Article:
Diabetes is a group of metabolic conditions distinguished by high blood glucose. It occurs when the pancreas does not create enough insulin or the cells in the body do not react to the insulin produced.
It is sometimes referred to as the “silent killer” because many individuals may not have any severe warning signs of diabetes, but it is identified through routine examinations.
If you have diabetes, monitoring your diet carefully is essential as there is no alternative to controlling blood sugar; strictly following a balanced diet and regular exercise are the only ways to manage diabetes.
Various health professionals recommend eating whole grains daily since they are high in critical nutrients that the human body requires for overall wellness.
If you have diabetes, you may consider adding dalia or bulgar wheat to your diet. It is high in essential nutrients and can help regulate blood sugar levels.
So why not start your day with a wholesome bowl of dalia?
Read on to find out more about the benefits of this diabetic-friendly whole grain.
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Dalia – An Overview
Dalia is a coarsely ground cereal also known as broken wheat with a high nutritional value and many health benefits. It is an excellent food for people of all ages, as it is light yet filling and easy to digest. That makes it an ideal lunch for adults and children.
Incorporating Dalia into your regular diet can provide you with numerous fibres, proteins, and vitamins to keep you healthy and energised throughout the day. So whether you are looking for a sick-day dinner or something to eat at breakfast, lunch, or dinner, Dalia is a perfect choice.
Different Types Of Dalia
Wheat Dalia is a product made from wheat grains, making it suitable for people of all ages and an overall healthier option. However, people who have celiac disease or gluten allergy may develop allergic reactions to it, as like any other wheat-based product Dalia also contains gluten.
Barley Dalia is an excellent option for people with diabetes, as it helps to manage blood sugar levels and reduce the risk of heart disease and gallstones. In addition, this cereal is packed with fibre, manganese, vitamins, and minerals, making it a nutritious choice.
Maize Dalia is gluten-free and hence suitable for those allergic to gluten. Furthermore, it is also rich in protein and vitamins, which give your body energy. In addition, it is high in Vitamin E and improves digestion.
Glycemic Index of Dalia
A food’s glycemic index (GI) measures how quickly it raises blood sugar levels on a scale of 0 to 100. High GI foods digest and absorb more quickly, leading to a sudden surge in blood sugar levels. Low GI foods, however, digest more slowly, gradually increasing blood sugar levels. Foods with a GI score of less than 55 are low, while anything above 70 is considered high. A food’s GI score between 56 and 69 is moderate. Knowing the GI score of a food can help you make an informed decision about which one is better for you.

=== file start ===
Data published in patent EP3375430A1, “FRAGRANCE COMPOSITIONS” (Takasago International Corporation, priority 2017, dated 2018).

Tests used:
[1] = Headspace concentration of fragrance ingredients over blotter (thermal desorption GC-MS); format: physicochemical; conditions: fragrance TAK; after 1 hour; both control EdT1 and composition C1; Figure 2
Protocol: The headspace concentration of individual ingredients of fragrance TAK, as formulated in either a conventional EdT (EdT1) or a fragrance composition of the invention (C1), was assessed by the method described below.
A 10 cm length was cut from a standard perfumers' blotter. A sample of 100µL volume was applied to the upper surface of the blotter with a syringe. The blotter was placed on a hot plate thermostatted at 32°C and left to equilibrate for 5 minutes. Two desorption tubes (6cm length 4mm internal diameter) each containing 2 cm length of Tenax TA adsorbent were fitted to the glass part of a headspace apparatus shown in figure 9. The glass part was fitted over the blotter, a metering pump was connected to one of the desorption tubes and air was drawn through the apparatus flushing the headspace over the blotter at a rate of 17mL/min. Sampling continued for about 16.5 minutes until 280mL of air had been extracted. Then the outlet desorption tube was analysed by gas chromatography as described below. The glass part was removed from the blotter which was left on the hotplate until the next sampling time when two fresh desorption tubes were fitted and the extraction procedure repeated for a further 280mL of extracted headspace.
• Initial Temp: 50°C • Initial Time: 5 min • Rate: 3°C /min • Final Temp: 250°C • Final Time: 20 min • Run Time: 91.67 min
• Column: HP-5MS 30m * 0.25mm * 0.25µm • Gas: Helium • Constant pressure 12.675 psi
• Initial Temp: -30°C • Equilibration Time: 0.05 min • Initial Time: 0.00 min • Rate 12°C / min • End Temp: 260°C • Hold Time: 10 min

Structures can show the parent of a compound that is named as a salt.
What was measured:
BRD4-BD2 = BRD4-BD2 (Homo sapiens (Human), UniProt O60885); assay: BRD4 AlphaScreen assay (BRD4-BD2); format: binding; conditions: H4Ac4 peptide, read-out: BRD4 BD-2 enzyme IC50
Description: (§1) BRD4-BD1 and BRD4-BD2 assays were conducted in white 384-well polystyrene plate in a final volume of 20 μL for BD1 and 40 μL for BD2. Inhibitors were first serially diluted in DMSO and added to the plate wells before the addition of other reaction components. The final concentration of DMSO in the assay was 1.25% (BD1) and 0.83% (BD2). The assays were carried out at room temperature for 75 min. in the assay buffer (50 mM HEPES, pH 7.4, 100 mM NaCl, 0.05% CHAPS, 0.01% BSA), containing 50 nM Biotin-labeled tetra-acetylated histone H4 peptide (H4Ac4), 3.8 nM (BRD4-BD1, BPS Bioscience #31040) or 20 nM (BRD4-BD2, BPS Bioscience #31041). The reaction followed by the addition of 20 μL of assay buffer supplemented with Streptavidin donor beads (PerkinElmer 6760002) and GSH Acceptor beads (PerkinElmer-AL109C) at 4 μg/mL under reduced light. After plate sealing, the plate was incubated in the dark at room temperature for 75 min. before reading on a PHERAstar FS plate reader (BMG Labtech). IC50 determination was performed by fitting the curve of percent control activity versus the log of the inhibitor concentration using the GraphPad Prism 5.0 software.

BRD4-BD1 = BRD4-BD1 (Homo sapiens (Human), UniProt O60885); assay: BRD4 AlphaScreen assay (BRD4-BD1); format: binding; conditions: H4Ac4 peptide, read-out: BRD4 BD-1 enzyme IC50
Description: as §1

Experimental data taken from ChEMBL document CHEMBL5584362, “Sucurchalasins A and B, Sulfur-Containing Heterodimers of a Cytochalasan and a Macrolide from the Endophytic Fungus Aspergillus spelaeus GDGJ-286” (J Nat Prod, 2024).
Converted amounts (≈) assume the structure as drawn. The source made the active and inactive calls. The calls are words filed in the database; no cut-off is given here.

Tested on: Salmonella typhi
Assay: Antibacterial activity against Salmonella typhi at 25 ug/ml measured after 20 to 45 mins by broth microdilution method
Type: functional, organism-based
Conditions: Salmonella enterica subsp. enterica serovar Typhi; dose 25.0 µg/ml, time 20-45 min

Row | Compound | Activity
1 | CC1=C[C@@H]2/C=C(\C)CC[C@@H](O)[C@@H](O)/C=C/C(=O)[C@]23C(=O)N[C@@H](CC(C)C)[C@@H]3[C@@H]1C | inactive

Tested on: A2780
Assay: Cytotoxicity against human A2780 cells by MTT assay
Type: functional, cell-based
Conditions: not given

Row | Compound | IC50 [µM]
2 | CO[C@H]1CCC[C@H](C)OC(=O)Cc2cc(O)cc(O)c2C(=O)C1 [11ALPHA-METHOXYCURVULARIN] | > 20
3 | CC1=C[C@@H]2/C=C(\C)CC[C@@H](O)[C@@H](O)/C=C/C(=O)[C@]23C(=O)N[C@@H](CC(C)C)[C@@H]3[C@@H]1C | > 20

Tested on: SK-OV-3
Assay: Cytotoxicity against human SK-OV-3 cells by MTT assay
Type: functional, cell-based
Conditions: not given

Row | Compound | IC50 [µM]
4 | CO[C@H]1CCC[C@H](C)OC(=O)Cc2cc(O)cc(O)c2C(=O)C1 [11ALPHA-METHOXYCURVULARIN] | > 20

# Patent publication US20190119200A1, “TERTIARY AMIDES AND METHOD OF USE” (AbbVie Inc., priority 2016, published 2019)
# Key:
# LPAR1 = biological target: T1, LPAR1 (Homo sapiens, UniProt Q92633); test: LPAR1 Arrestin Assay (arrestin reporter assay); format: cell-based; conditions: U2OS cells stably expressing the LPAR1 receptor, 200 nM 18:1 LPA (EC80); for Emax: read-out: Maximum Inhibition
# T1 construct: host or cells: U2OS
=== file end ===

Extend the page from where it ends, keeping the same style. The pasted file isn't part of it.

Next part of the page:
A recent study has revealed that Dalia (Bulgur wheat) is an ideal food for people with diabetes, as it has a low glycemic index (GI) of 41. Thanks to this, it does not cause a sudden spike in blood glucose levels and has no adverse effects on the body.
Since dalia has a low GI, people can easily combine it with other foods without worrying about it containing an excessive amount of potentially harmful carbohydrates. Furthermore, consuming a moderate amount of Dalia could even be beneficial for the health of diabetics, and they can include it in their diets without any worries.
The HealthifyMe Note
People with diabetes can benefit from Dalia due to its nutritional value. Whole wheat grains provide a good source of dietary fibre, which helps balance wheat’s natural sugar. In addition, Dalia’s low GI score can help control insulin spikes and maintain blood glucose levels, making it an ideal choice for those with high sugar levels.
Is Dalia Healthy for Diabetes?
Dalia, also known as Bulgar wheat, is an excellent food choice for diabetes patients. It is a natural, unrefined wheat cultivar with beneficial fibre and minerals. Its low glycemic index sets it apart from other wheat products, meaning you can consume more with fewer health risks. In addition, Dalia is both nutritious and versatile, making it the ideal accompaniment for any meal.
Since it slows digestion and helps control sugar release, Dalia has no adverse effects on diabetic blood sugar levels. Additionally, it contains a tremendous amount of fibre, which benefits those with high blood sugar levels. According to research, adding high-fibre foods to a diet can help regulate or improve glycemic control in people with type 2 diabetes.
The fibre in dalia helps to keep the digestive system functioning correctly. It slows down the digestion process, delaying the absorption and release of glucose, and helps to prevent blood sugar levels from rising. Additionally, consuming dalia can reduce the risk of insulin resistance, aiding in the successful management of diabetes.
Other Health Advantages of Dalia
Effective for Weight Loss
Dalia, a unique wheat grain, is an excellent choice for weight loss due to its low-fat, high-fibre, and low-calorie count. Research shows that fibre helps to keep you full for longer, reducing the risk of overeating. As a result, it aids in weight loss.
One can pair dalia with fibre-rich and protein-rich vegetables and legumes for a balanced and nutritious diet. That will help create tasty, low-fat meals. Therefore, dalia is a fantastic food for weight management.
Dalia’s fibre content promotes healthy digestion and relieves constipation. Dalia is just wheat with a husk. According to a study, husk makes food rich in fibre, which cleanses the intestine and helps digestion, reducing constipation.